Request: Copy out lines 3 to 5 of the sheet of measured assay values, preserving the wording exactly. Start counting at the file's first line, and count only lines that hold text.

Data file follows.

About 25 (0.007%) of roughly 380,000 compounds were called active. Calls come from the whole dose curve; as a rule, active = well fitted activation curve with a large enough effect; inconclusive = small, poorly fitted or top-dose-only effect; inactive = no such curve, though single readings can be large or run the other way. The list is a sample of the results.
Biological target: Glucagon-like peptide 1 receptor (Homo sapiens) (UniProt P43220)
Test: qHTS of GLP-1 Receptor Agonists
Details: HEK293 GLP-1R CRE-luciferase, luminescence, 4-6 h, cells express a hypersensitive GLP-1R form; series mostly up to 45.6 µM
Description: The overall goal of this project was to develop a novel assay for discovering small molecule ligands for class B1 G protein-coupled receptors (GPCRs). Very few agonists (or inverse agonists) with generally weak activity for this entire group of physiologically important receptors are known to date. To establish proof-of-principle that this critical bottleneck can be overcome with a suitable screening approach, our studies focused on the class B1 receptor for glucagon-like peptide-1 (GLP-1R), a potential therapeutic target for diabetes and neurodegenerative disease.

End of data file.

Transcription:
Test: qHTS of GLP-1 Receptor Agonists
Details: HEK293 GLP-1R CRE-luciferase, luminescence, 4-6 h, cells express a hypersensitive GLP-1R form; series mostly up to 45.6 µM
Description: The overall goal of this project was to develop a novel assay for discovering small molecule ligands for class B1 G protein-coupled receptors (GPCRs). Very few agonists (or inverse agonists) with generally weak activity for this entire group of physiologically important receptors are known to date. To establish proof-of-principle that this critical bottleneck can be overcome with a suitable screening approach, our studies focused on the class B1 receptor for glucagon-like peptide-1 (GLP-1R), a potential therapeutic target for diabetes and neurodegenerative disease.